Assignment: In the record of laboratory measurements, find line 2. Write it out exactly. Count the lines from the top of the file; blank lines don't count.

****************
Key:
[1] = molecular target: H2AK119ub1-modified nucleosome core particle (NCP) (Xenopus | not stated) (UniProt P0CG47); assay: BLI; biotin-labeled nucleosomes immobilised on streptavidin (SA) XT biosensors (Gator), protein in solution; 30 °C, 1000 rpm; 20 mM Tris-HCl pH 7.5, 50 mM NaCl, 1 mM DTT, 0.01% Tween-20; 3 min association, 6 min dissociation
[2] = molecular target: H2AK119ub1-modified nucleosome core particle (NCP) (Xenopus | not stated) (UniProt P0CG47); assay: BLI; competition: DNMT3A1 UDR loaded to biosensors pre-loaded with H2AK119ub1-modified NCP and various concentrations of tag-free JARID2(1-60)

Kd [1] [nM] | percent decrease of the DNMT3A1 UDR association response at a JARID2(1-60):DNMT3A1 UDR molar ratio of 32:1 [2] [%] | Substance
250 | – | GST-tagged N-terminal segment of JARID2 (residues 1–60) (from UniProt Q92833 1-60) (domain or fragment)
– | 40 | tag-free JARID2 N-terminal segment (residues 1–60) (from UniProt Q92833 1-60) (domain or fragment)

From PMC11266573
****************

[1] = molecular target: H2AK119ub1-modified nucleosome core particle (NCP) (Xenopus | not stated) (UniProt P0CG47); assay: BLI; biotin-labeled nucleosomes immobilised on streptavidin (SA) XT biosensors (Gator), protein in solution; 30 °C, 1000 rpm; 20 mM Tris-HCl pH 7.5, 50 mM NaCl, 1 mM DTT, 0.01% Tween-20; 3 min association, 6 min dissociation